According to Chavez, one of the most striking aspects of the apparitions is how they coincided with the winter solstice (according to the Julian calendar used at the time) on Dec. 12, 1531. 

The Aztecs spent a period of 80 days (comparable to Lent for Christians, says Chavez) eating only tortillas, salt, and water while offering human sacrifices and performing acts of self mutilation to prepare for the solstice feast of Panquetzaliztli. 

As the darkness of night shortened the days in the weeks before the solstice, the Aztecs hoped the sun’s energy would overcome the darkness of night. 

“Everything that goes around this feast that falls on Dec. 12 helps you to understand the Eucharist, leads you to understand that Jesus Christ is the only and eternal sacrifice,” said Chavez. 

“You come to understand what the Passover means, a concept that the indigenous did not have. They had no idea of resurrection. They had an idea of an afterlife, that lasted four years and that was it. They saw themselves to be custodians of the sun as they died, not as they lived.”

Ultimately for Chavez, the rich and complex story of Guadalupe is ultimately one of a “perfectly inculturated evangelization” centered around a moment in time that even Mexico’s pagan natives could understand as being divinely inspired.

“The Second Vatican Council elaborated on the idea that there are seeds of the Word in cultures, there are good things that God already planted in every culture, and beyond them there is a transcendence that unites them, that makes them participate in the fullness of Jesus Christ,” explained Chavez, who holds a doctorate in Church history. 

What does Our Lady of Guadalupe have to do with this?

“She takes the good from each culture and human heart, and knows how to put Jesus Christ in the heart of each person,” said Chavez.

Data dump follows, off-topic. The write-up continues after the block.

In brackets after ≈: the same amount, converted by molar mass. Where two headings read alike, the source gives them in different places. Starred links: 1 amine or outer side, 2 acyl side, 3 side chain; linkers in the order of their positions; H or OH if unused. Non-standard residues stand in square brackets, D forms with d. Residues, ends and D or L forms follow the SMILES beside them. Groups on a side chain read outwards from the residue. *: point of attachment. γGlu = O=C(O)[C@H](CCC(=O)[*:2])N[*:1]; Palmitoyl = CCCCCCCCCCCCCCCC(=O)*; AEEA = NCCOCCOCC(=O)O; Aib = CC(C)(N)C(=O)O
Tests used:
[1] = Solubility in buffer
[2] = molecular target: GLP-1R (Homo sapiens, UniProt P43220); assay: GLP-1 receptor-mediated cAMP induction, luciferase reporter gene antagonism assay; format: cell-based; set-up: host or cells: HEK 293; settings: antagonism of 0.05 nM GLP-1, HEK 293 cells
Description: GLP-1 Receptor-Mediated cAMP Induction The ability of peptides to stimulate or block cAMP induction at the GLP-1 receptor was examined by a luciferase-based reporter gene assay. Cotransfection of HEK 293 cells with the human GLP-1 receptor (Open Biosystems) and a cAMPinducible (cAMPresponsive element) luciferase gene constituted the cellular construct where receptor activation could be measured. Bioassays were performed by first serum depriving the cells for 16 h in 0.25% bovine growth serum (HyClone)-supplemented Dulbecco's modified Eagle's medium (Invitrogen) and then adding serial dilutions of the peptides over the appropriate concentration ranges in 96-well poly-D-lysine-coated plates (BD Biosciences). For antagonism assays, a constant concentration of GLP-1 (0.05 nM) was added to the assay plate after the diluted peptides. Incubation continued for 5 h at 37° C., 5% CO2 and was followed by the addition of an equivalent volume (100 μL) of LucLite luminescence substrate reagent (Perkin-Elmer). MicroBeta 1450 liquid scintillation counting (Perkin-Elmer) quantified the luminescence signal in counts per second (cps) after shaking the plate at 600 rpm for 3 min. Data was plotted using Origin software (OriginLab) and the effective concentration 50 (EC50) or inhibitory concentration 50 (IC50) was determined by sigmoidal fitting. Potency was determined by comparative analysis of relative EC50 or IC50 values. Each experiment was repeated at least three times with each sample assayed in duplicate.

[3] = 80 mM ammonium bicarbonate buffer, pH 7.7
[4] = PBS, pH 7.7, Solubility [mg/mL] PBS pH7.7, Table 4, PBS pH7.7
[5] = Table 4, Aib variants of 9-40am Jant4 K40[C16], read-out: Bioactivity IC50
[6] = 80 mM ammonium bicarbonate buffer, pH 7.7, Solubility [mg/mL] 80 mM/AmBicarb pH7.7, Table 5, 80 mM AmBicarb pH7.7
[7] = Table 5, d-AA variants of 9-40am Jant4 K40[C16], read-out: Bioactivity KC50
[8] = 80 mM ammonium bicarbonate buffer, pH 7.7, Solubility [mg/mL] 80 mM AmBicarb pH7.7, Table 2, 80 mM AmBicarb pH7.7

VICTOR ALEMÁN/ANGELUS

Chavez insisted that what most attracts people to the history of Guadalupe still today is that God chose to manifest himself through inculturation. 

Even her name, Chavez explained, combines a name of Jewish origin, “Mary,” and Guadalupe, which is of Arabic origin. 

“In this way she is uniting what is Jewish and what is Arab, uniting those who can’t live together, those who want to kill each other, all of that in the Virgin becomes harmony, unity, peace, justice, love, mercy.”

As a canon of the Basilica of Our Lady of Guadalupe, the priest says he’s witnessed countless miracles brought about through Our Lady’s intercession, including medically inexplicable physical healings and the births of children to parents for whom conception was considered impossible. 

But even more striking, Chavez said, is the gratitude and devotion shown by the millions of visitors from around the world to the site of the Guadalupe apparitions every year. 

“When you hear all this [history], you begin to understand that the Virgin comes precisely to teach, to make known, to give love, to bring with mercy him who is the Way, the Truth and the Life: the Resurrection, he who has destroyed death and gives us eternal life.”

“That is the perfect inculturation achieved by the Blessed Virgin of Guadalupe,” stressed Chavez. “That is precisely for me the key to this inculturation.”

At a time when the world once again finds itself threatened by violence and political chaos and the Church’s internal divisions show the need for reform, Guadalupe’s message is needed more than ever, said Chavez.

“God takes the initiative through the Virgin of Guadalupe to encounter mankind and say through her maternal voice, ‘Don’t be afraid. Don’t be afraid of death, but don’t be afraid of life either, because that’s the source of our joy!’ ”


Pablo Kay is the editor of Angelus.